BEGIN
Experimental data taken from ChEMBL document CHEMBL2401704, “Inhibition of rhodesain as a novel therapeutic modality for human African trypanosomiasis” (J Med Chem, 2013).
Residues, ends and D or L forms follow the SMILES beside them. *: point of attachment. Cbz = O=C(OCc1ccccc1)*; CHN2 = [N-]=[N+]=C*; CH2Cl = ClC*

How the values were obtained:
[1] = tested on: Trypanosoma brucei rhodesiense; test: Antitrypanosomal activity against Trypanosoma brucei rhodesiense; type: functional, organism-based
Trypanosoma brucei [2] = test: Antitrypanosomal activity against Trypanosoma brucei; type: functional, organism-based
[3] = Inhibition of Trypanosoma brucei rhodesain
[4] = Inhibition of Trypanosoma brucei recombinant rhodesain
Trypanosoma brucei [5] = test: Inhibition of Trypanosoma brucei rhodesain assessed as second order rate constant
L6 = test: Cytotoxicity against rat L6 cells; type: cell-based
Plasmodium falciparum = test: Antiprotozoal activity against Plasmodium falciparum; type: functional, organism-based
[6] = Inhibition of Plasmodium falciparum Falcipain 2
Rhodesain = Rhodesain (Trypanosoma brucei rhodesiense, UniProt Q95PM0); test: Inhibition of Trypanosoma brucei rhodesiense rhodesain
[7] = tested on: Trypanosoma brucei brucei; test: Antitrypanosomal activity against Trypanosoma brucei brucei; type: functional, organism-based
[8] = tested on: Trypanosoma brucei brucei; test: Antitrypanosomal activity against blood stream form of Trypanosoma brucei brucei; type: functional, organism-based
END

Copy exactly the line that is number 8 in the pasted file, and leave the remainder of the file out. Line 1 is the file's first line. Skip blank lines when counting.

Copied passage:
Trypanosoma brucei [5] = test: Inhibition of Trypanosoma brucei rhodesain assessed as second order rate constant